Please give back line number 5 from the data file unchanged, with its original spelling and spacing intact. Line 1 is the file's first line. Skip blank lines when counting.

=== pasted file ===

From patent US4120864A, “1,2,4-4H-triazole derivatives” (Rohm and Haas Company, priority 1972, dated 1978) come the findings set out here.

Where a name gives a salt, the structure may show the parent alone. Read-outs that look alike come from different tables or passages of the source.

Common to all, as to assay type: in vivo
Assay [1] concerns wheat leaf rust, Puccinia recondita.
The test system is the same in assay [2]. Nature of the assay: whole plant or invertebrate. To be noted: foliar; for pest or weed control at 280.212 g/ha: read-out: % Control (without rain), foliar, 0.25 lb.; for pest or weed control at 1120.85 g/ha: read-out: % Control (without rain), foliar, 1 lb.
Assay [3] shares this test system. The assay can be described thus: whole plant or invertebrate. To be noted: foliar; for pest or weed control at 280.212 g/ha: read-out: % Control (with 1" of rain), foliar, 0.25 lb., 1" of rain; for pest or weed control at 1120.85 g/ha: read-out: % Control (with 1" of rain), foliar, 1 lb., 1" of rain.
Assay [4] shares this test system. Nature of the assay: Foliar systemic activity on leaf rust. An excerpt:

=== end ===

The test system is the same in assay [2]. Nature of the assay: whole plant or invertebrate. To be noted: foliar; for pest or weed control at 280.212 g/ha: read-out: % Control (without rain), foliar, 0.25 lb.; for pest or weed control at 1120.85 g/ha: read-out: % Control (without rain), foliar, 1 lb.